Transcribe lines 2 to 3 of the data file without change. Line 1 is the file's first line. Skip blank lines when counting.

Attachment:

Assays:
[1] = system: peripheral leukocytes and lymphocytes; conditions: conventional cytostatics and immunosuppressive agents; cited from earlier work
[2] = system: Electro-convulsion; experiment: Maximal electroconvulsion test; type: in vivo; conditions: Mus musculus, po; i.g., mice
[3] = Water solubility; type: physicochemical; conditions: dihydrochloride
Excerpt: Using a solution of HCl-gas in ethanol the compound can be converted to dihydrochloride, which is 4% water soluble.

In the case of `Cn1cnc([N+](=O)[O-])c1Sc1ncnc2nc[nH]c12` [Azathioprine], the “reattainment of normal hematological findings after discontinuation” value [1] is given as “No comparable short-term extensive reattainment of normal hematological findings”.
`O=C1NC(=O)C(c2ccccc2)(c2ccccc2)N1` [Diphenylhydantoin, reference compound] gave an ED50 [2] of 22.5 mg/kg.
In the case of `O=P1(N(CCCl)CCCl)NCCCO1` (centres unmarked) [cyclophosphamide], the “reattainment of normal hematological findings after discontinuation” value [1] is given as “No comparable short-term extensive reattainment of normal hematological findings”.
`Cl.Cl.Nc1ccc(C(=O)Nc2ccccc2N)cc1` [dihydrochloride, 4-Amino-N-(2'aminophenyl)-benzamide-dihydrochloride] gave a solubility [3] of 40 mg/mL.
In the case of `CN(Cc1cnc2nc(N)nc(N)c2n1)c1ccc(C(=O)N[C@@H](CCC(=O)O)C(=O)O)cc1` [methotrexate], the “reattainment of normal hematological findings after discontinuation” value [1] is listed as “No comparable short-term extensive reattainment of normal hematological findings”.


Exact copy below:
[1] = system: peripheral leukocytes and lymphocytes; conditions: conventional cytostatics and immunosuppressive agents; cited from earlier work
[2] = system: Electro-convulsion; experiment: Maximal electroconvulsion test; type: in vivo; conditions: Mus musculus, po; i.g., mice